Singapore Curbs Window Cleaning Amid Maid Deaths
By The Associated Press 6 June 2012
SINGAPORE—Singapore has tightened rules on window cleaning following the deaths of nine maids who fell from high-rise apartments this year.
Maids are no longer allowed to clean the outside of windows above ground level unless they are supervised, and window grills must be installed and locked during cleaning, the Manpower Ministry said in a statement late on Monday.
The ministry said it plans to notify all households with maids of the new rules, which are effective immediately, and employers who fail to comply may be permanently banned from hiring maids. Much of the city-state’s domestic comes from Indonesia, the Philippines or Burma—officially known as Myanmar.
The ministry said it also plans to introduce legislation later this year that would double the fine and maximum jail sentence for employers who fail to provide maids with a safe working environment. The new penalties would be a fine of 10,000 Singapore dollars (US $7,750) and a 12-month jail term, the ministry said.
Singapore is under pressure to improve the working conditions of foreign maids, who live full-time in one-in-five households in the city-state of 5.2 million people. In March, the government pledged to mandate at least one day off a week for maids starting next year.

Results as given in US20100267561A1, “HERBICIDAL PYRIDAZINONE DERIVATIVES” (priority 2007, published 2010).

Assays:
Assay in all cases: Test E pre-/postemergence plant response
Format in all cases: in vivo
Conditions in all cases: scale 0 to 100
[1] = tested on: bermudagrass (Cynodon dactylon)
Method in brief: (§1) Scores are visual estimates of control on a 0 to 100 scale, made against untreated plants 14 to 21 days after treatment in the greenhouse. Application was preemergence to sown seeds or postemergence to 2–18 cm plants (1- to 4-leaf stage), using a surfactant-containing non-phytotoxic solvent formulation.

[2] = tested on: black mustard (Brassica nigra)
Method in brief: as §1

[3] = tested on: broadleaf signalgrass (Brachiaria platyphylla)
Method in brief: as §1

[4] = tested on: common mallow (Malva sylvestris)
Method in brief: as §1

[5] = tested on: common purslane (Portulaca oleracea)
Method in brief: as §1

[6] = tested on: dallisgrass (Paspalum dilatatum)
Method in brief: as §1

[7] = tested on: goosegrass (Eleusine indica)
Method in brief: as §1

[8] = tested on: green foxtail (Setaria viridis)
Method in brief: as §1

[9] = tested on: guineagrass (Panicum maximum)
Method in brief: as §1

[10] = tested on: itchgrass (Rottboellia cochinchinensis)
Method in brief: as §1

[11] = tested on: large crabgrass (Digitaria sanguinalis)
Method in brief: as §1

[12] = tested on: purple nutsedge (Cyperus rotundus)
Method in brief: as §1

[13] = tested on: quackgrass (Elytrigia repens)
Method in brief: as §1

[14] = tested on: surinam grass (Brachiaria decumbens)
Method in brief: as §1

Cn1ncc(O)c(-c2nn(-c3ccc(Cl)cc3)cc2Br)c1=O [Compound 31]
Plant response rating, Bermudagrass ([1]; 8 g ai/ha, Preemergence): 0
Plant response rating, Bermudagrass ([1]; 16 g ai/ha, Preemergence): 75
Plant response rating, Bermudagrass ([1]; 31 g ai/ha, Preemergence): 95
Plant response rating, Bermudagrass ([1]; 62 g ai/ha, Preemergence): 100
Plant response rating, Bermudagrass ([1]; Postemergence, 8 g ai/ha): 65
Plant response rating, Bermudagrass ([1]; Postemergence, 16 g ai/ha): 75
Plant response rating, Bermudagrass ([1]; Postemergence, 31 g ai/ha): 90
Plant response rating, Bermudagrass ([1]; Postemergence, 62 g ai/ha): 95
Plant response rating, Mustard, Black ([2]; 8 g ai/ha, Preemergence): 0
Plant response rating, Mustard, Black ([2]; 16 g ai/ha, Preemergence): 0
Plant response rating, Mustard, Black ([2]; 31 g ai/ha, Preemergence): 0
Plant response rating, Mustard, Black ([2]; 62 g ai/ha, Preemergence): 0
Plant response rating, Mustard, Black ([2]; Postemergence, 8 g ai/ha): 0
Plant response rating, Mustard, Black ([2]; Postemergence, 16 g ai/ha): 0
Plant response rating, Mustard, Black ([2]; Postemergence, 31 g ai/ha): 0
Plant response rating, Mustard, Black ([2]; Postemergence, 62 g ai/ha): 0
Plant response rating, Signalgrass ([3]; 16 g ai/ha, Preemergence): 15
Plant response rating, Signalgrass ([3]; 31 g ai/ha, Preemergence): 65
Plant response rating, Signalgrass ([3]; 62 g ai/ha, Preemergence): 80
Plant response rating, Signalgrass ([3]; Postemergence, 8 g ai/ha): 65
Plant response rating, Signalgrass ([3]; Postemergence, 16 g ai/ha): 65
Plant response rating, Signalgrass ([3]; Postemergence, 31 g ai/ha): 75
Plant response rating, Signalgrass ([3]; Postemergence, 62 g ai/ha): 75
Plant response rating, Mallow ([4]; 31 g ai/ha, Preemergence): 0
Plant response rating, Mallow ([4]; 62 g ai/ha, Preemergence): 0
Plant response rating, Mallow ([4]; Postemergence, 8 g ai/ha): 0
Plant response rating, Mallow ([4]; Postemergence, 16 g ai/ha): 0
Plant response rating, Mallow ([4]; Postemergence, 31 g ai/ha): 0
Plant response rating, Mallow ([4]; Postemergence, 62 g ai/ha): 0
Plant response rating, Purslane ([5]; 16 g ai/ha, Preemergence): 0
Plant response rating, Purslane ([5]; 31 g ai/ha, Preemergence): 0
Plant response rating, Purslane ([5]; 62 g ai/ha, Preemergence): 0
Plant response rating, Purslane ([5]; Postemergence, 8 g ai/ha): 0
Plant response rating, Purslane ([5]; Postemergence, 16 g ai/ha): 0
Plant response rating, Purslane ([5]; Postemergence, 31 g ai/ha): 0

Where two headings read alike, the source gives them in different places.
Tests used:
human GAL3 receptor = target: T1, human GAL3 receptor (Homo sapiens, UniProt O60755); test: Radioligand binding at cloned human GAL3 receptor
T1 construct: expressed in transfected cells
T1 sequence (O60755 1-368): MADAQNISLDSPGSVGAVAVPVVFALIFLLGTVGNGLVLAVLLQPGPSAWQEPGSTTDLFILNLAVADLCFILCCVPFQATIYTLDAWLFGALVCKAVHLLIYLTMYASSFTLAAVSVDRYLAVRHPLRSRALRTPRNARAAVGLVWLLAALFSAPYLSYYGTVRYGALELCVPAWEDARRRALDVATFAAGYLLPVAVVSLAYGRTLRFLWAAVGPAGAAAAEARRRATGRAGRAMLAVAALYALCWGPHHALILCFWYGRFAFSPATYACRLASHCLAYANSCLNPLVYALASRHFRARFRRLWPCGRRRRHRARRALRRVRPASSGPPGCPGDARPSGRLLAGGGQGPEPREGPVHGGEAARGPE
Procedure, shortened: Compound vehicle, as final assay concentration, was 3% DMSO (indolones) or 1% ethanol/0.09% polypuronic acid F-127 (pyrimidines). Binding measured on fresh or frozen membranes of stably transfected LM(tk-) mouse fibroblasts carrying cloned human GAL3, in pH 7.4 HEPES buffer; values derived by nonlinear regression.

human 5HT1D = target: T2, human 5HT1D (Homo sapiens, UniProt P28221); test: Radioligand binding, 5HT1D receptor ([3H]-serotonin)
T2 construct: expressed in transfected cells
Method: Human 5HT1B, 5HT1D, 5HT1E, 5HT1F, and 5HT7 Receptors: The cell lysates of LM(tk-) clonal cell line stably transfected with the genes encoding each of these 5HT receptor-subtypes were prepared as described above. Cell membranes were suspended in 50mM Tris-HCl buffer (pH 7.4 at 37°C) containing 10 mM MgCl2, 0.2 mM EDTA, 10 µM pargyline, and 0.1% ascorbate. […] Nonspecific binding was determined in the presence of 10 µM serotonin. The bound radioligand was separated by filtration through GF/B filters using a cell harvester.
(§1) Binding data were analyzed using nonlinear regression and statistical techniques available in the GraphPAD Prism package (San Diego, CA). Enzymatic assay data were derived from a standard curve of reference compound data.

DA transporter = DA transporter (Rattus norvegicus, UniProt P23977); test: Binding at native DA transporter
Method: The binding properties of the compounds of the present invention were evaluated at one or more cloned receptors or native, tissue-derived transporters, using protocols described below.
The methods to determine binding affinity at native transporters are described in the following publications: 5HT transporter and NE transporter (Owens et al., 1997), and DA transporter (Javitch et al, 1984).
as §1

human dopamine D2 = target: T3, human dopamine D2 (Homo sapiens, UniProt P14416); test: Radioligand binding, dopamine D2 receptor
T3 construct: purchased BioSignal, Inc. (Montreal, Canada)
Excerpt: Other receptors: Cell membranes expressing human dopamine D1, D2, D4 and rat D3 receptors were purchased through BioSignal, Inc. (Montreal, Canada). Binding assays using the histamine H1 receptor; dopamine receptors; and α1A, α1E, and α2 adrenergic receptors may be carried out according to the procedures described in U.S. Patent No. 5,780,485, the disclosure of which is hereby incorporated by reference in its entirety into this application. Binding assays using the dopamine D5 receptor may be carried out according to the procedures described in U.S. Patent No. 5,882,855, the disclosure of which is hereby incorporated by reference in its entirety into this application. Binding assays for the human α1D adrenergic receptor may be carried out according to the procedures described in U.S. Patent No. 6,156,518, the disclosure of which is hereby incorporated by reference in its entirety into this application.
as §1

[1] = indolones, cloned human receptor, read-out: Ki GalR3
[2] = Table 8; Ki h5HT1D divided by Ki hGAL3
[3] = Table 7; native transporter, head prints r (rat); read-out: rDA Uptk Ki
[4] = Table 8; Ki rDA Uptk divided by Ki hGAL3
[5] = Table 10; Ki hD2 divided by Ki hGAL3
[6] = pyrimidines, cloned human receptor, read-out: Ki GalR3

Last month, a court fined an employer SG$5,000 and barred her from hiring domestic workers in the future after a maid fell and died from her fifth-floor apartment last year while cleaning windows standing on a stool.
The ministry said seven of this year’s nine maid deaths were due to dangerous window cleaning or hanging of laundry; the other two deaths remain under investigation. More than 90 percent of Singapore residents live in high-rise apartments.
Local media on Monday featured dramatic front-page photos of a 29-year-old Indonesian maid as she fell from her employer’s 12th floor apartment window Sunday. She was grabbed and rescued by neighbors one floor below.
The nine maids who fell to their deaths were from Indonesia, which supplies about half of Singapore’s 200,000 maids. The Indonesian Embassy in Singapore in recent months had called for a ban on maids cleaning the outside of windows.